If you work on deadline, you can save time when voice tracks load into audio editing programs by recording in mono, assuming your recorders have that capability.
I record all of my voice tracks, actualities and natural sound in WAV (16-bit, 44.1 kHz sampling rate, CD quality) and convert the finished product to MP3 to send or upload it. Some newsroom management systems may not like 128 kbps MP3 encoded files. I find files of 128 kbps travel well by either FTP/email. Since they are only one generation compressed from the original, the files so transmitted or accessed are less likely to exhibit artifacts.
Many years ago, the license for my Cool Edit audio editing program expired about the same time that my laptop became uneconomically repairable. Facing the possibility of buying a replacement laptop or buying a copy of Cool Edit’s successor Audition, I took a look at Audacity, an open-source (again, free) audio editing program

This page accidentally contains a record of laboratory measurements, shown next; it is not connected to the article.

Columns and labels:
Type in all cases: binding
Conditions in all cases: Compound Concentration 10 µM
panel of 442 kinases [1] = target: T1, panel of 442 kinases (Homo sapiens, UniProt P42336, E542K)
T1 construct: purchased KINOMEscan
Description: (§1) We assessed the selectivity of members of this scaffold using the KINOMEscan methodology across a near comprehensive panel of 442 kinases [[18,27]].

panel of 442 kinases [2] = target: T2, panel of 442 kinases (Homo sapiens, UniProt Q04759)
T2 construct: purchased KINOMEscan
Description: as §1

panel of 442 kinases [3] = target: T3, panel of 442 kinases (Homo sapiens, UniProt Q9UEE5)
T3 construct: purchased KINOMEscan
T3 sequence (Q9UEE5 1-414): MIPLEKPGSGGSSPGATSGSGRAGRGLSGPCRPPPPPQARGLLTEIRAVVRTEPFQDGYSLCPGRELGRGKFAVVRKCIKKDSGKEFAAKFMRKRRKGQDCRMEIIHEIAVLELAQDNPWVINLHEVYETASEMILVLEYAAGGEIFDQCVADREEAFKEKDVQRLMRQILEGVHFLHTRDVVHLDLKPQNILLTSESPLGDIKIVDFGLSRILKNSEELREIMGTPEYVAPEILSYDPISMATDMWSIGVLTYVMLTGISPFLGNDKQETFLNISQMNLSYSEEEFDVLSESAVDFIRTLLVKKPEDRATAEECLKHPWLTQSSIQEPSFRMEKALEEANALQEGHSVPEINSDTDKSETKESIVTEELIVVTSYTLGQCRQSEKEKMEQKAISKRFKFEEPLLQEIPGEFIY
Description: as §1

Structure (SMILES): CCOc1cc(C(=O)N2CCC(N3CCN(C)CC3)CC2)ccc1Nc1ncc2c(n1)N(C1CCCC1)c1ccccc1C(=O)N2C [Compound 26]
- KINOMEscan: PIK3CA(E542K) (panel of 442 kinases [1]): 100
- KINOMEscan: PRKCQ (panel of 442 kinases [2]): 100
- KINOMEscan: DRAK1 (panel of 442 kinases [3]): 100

I’ve happily used it to produce my syndicated Motor Sports Radio Network programs and news reports for CBS News Radio. The Audacity community has an active user forum for those who might have questions the FAQs don’t answer. I am using version 1.3 Beta, the version recommended for Windows 7. More information and a download can be found at the SourceForge site for Audacity. One can also find Audacity installation files bundled with audio equipment.
I suspect, like most fellow road warriors, that I don’t use 100 percent of an audio editing program’s capabilities. But the percentage I use in Audacity helps me to produce sonically interesting reports from the field with easy introduction of natural sound and newsmaker actuality.
The effects features (compressor, normalize, equalize) allow me to produce programs from anywhere I can find a quiet place to cut voice tracks. I am not tethered to a studio to use studio-quality effects.
But don’t take just my word for it. My colleague Pete Combs uses Audacity for his award-winning work at News/Talk WSB in Atlanta and for his work with CBS. Some of Pete’s favorite features of Audacity are the auto-duck and multitrack capabilities.